Being wrong is a way you are pushed down the hierarchy in our society - being wrong is shameful - it makes you vulnerable to those who know - and knowing means being right first time and always. Because as this NYTimes article says, being wrong means you have to apologize - and is there anything more defacing in the social hierarchy than having to apologize? Being right means you've always known what is right - that you personally have never been wrong.
There are so many things you can be wrong about - like knowing which clothes to wear, what to say and do, being the wrong gender, having a 'subpar' body, what to think, which books to read, what is cool, who else is wrong... it goes on and on and on...
Being right is pretty stupid. It's hubris.
It is also anti-science.
Because any (good) scientist knows that being wrong and being okay with being wrong is awesome when it comes to science. Science is about evolving the right answer, it is about being wrong until we figure out how to be right about a theory and even then theories are never proven right, they can only be proven wrong but running with it until we find out what is wrong about it (Popper).
This is how evolution works. It's about constantly evolving a theory until it works, whether it is social policy or thinking about gender in society, for example. How we think about marriage has changed so much during my lifetime.
But we also see this with things like television too - what we think of as a television has changed so much since the days of rabbit ear antennas to flat screen monsters we now have on walls. Computers have evolved and evolved again, storage devices have changed from open reel tapes to USB flash drives. There are things that haven't changed much and that includes things like artificial intelligence, unless you believe the hype. Music and even religion has evolved.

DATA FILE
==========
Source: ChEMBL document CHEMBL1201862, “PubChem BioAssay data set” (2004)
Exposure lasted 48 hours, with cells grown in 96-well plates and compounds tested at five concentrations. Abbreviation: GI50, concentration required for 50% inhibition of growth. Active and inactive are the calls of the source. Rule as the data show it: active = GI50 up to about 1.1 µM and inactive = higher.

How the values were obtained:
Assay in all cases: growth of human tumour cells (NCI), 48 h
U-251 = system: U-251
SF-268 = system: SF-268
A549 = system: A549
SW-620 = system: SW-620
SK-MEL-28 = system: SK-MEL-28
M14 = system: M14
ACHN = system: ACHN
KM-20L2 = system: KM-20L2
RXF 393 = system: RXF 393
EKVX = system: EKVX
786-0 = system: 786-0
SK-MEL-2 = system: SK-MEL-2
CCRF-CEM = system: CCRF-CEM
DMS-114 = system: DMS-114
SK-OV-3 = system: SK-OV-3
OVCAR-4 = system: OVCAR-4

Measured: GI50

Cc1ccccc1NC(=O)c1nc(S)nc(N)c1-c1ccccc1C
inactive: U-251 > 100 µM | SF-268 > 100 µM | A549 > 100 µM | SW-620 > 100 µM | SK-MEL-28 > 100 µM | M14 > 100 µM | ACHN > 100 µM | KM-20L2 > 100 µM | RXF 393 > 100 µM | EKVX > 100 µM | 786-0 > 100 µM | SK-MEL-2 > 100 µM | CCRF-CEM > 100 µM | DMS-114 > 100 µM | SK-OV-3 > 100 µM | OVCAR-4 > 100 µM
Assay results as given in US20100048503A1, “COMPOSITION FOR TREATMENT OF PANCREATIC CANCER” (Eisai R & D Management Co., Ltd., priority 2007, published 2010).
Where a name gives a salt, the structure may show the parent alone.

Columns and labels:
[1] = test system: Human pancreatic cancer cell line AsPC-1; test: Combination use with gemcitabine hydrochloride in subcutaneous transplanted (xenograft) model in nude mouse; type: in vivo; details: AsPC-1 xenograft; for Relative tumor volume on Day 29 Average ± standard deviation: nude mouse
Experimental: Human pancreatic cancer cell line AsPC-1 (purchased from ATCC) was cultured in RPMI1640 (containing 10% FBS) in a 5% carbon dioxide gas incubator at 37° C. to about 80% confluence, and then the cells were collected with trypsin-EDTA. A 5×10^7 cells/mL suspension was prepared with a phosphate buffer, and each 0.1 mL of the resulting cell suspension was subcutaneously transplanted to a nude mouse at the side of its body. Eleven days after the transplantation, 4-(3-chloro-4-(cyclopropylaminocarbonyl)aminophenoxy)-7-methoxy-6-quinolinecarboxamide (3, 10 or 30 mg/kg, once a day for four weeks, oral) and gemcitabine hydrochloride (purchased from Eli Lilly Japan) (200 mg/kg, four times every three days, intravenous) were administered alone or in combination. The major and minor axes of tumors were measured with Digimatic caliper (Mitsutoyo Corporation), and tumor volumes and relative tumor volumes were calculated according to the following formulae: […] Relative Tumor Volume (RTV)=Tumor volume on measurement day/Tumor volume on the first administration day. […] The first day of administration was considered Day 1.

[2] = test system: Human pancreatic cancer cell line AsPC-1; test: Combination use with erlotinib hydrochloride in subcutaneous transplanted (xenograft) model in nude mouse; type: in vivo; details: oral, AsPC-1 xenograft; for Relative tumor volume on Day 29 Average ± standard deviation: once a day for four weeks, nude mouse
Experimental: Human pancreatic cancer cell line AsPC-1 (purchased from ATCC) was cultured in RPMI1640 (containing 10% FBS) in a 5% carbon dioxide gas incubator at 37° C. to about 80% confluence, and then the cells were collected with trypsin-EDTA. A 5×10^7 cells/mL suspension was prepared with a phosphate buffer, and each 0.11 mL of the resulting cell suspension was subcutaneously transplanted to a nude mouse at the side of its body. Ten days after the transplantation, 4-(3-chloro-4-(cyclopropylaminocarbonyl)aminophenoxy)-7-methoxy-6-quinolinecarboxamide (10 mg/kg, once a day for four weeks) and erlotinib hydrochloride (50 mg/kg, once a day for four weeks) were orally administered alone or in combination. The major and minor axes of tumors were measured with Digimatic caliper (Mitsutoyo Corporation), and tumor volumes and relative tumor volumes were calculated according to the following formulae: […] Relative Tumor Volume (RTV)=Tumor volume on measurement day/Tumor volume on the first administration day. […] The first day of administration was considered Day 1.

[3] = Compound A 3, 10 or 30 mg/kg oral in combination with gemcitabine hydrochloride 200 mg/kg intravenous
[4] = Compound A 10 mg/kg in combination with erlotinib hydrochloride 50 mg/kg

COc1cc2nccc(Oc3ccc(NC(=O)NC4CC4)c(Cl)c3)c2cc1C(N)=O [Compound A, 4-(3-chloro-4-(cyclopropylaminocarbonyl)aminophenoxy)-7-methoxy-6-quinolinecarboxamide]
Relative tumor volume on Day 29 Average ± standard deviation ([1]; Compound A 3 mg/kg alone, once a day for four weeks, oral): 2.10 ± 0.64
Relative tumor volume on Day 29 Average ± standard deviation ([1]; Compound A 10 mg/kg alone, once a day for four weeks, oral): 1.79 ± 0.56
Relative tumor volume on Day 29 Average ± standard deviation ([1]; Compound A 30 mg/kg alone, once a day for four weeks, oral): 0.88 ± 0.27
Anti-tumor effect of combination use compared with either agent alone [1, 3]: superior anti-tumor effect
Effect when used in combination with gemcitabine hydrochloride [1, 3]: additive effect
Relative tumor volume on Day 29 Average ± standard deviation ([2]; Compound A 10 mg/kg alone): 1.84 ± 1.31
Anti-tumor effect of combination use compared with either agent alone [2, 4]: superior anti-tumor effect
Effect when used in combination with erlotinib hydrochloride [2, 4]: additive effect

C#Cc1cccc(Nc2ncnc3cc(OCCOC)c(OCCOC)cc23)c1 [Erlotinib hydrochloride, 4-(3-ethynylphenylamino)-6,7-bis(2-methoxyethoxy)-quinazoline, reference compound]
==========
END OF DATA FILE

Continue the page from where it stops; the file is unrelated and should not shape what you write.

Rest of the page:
What was right before is wrong now, or at least not as good.
The problem with right and wrong is when we apply the words to ethics, behavior and morality. There are things we can do that will always be wrong, like hurting others. But what if ... we learn something via doing the 'wrong' thing? Hopefully. Imo the best politicians are those who know what it feels like when life has given them lemons. Yet they are the ones we disqualify because converting lemons to lemonade is often a messy business.
There is no moral judgment when it comes to science and being wrong and right, despite the ethics of some experiments. When is it wrong to inject radioactive isotopes into someone? In some rare medical experiments for diagnostic purposes it is still done, where the diagnosis out-weighs the damage the experiment might do.
Sometimes right and wrong are sometimes seen as perspectives that allows men to wiggle out of ethical dilemmas using sophistry.
There is no clear cut line between the binary of right and wrong. Sometimes it's quantum mechanics all the way down with all that uncertainty.